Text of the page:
Ghana follows Nigeria’s example: EC to use professors as returning officers in 2016

Chairman of the Electoral Commission, Charlotte Osei says the EC would consider the use of lecturers and professors as returning officers in the 2016 general elections.

This has become necessary following some irregularities which occurred in the 2012 elections where some electoral officers appeared to be uninformed about their duties, thereby destroying the beauty of the elections.

Ghana’s West African neighbor, Nigeria adopted the use of professors in the country’s 2015 election held early this year, which has internationally been touted as credible, free and fair.

Former Chairman of Nigeria’s Independent National Electoral Commission (INEC), Prof. Attahiru Muhammadu Jega this week told Joy FM the use of lecturers and professors as returning officers during elections secured the integrity of the electoral process.

“In the two elections that we conducted in 2011 and 2015 where they [lecturers and Professors] played these roles, not a single person had been accused of any fraudulent activities in the discharge of their responsibilities,” he said.

Addressing Members of Parliament Thursday about preparation towards next year’s election, Ghana’s EC Chairman told the House Ghana is likely to follow the way of Nigeria, Joy News Emmanuel Anteh reported.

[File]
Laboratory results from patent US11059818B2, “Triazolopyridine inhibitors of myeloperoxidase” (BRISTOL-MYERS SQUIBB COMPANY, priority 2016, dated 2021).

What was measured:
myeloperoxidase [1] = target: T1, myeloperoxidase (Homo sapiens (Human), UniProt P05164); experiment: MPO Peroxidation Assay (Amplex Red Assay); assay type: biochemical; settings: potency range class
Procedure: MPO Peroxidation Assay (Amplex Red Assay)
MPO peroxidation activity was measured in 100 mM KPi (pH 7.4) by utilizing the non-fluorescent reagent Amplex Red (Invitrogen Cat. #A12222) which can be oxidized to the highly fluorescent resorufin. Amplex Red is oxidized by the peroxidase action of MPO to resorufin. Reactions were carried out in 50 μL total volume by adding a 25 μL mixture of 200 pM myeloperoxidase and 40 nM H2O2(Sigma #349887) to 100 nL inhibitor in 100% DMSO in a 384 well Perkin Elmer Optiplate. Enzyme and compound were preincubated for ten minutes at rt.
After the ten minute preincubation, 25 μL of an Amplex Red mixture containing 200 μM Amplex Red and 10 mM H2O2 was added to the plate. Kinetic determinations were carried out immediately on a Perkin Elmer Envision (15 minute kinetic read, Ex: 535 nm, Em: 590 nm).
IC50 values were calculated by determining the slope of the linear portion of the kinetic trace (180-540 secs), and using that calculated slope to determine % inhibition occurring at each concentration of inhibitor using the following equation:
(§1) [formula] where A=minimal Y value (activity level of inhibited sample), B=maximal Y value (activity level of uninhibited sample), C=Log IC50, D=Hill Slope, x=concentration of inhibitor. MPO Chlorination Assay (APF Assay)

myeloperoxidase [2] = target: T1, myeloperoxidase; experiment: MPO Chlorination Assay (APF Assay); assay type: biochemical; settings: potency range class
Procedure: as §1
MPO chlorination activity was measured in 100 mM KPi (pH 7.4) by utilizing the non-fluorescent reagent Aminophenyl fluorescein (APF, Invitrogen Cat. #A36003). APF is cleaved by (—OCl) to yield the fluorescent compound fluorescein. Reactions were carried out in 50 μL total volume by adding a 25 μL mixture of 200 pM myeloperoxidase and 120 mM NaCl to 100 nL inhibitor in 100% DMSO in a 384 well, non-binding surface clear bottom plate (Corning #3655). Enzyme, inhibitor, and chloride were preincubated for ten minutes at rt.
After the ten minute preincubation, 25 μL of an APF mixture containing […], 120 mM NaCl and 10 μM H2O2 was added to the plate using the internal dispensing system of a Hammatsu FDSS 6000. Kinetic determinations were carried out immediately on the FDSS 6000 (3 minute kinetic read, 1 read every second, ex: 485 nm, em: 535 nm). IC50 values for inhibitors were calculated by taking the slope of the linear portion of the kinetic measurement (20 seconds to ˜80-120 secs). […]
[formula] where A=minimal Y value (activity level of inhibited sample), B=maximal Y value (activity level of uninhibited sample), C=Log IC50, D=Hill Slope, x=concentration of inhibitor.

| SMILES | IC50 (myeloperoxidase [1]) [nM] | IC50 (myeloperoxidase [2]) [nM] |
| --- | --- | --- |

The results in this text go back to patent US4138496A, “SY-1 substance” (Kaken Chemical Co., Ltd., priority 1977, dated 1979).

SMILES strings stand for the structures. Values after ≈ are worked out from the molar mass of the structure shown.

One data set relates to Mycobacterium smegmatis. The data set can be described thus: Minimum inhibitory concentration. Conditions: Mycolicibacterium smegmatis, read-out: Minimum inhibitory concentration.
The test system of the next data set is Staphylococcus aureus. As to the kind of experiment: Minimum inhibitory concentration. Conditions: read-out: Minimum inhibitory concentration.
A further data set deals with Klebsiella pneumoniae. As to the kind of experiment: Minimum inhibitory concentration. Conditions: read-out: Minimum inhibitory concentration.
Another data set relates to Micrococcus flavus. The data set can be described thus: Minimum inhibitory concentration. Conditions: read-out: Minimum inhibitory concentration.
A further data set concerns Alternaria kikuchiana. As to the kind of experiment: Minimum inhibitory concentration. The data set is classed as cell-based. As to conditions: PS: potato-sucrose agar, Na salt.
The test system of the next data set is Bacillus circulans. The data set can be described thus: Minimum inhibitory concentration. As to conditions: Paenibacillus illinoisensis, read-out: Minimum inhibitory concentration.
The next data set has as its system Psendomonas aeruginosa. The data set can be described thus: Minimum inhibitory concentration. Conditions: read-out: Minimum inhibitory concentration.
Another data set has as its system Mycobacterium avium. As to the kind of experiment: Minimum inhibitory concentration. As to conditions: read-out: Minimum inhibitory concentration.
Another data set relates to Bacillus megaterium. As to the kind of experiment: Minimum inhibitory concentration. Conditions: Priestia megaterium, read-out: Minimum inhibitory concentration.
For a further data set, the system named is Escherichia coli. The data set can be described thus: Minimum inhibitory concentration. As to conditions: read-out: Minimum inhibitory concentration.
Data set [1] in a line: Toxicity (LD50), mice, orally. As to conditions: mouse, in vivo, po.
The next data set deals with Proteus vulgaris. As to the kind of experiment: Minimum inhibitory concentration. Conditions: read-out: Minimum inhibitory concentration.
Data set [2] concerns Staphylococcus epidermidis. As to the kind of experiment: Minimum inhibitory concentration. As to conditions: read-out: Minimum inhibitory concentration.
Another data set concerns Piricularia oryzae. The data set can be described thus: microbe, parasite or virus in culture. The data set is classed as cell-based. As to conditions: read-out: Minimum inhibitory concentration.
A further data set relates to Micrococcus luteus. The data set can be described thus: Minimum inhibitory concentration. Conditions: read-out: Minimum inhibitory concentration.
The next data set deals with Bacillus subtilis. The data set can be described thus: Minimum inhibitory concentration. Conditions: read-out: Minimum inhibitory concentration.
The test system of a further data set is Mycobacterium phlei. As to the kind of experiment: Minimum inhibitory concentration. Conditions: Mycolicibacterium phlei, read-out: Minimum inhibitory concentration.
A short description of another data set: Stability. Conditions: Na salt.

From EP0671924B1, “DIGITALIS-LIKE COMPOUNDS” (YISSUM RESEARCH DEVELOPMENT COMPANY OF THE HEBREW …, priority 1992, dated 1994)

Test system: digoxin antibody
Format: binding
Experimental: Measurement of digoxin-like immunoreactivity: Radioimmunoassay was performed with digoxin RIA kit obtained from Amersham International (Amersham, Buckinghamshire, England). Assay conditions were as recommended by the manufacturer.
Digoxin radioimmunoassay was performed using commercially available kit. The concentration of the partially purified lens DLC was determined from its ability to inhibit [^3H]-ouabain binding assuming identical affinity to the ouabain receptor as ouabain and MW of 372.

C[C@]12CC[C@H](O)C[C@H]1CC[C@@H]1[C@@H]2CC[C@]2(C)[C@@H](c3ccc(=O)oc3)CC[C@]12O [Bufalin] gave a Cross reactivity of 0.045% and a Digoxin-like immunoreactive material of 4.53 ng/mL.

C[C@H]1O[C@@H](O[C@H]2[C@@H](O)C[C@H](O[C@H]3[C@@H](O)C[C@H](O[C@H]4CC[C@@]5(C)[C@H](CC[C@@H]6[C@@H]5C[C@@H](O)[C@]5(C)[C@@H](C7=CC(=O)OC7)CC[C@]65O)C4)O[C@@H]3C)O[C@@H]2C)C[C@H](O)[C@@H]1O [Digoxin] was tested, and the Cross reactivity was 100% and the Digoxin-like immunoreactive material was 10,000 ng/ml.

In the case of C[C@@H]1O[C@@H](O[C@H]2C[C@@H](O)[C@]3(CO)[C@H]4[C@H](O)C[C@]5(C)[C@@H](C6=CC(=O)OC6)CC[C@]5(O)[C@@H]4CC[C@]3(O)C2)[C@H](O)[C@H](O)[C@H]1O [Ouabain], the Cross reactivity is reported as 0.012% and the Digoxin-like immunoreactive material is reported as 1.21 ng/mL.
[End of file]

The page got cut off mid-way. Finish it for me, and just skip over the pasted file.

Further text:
Mrs. Charlotte Osei said the professors would be deployed to man coalition centres, whilst national service personnel and selected civil servants would be engaged for the polling stations.

But some Members of Parliament especially from the Minority side, Emmanuel said, are skeptical about the use of the national service personnel fearing they might be induced.


Meanwhile, Political Science Lecturer at the University of Ghana, Dr. Ransford Gyampoh does not seem to be impressed by the idea of resorting to the use of professors.

He is unsure of their availability at the time of the elections, noting that the “professors [would be] busy doing research”.

He urged the Electoral Commission to go beyond professors and lecturers, and rather use persons who are “committed and prepared to do the work”.

Earlier, Mrs. Osei had told Parliament the commission wants the date for presidential and parliamentary elections moved from the December 7 to November 7 to allow for more time between elections and inauguration on 7th January.

She said a Legislative Instrument to give legal backing to the proposal is at an advanced stage.

The EC chairman has also been speaking on concerns over the sanctity of the voters’ register.

Commenting on the proposed date for the election, Dr. Ransford Gyampoh said it is a laudable proposal for electoral reforms.

He believed it will give ample time in handing over power in case of change of government especially when there is a runoff.

He however believed the proposal is just one of many proposals that ought to be implemented before next year’s elections.

It is his prayers that those ones too are accepted and implemented timeously to cure any suspicion during the elections.

Written by Web Master

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